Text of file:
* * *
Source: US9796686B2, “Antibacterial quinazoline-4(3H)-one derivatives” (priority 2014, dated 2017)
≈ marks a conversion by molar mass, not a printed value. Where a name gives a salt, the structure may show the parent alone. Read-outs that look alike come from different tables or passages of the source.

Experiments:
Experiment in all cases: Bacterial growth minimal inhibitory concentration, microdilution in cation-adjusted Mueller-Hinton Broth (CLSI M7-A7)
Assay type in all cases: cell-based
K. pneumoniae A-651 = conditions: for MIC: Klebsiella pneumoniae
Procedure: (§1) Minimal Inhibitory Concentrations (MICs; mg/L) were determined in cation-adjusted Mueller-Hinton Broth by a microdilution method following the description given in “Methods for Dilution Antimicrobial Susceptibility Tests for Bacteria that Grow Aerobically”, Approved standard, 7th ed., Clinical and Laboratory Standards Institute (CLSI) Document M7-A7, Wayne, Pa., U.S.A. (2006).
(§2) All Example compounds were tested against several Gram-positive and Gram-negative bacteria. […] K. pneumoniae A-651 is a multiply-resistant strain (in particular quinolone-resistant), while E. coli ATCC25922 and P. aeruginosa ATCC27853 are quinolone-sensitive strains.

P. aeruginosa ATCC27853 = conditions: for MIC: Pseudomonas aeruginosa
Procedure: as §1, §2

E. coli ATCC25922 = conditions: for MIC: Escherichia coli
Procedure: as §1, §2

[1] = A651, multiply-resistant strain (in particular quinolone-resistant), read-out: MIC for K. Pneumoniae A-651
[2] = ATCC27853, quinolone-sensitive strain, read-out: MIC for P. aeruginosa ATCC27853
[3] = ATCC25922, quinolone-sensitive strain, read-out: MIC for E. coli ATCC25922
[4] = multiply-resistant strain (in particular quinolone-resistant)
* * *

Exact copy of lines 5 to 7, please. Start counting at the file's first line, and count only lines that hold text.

Assay type in all cases: cell-based
K. pneumoniae A-651 = conditions: for MIC: Klebsiella pneumoniae
Procedure: (§1) Minimal Inhibitory Concentrations (MICs; mg/L) were determined in cation-adjusted Mueller-Hinton Broth by a microdilution method following the description given in “Methods for Dilution Antimicrobial Susceptibility Tests for Bacteria that Grow Aerobically”, Approved standard, 7th ed., Clinical and Laboratory Standards Institute (CLSI) Document M7-A7, Wayne, Pa., U.S.A. (2006).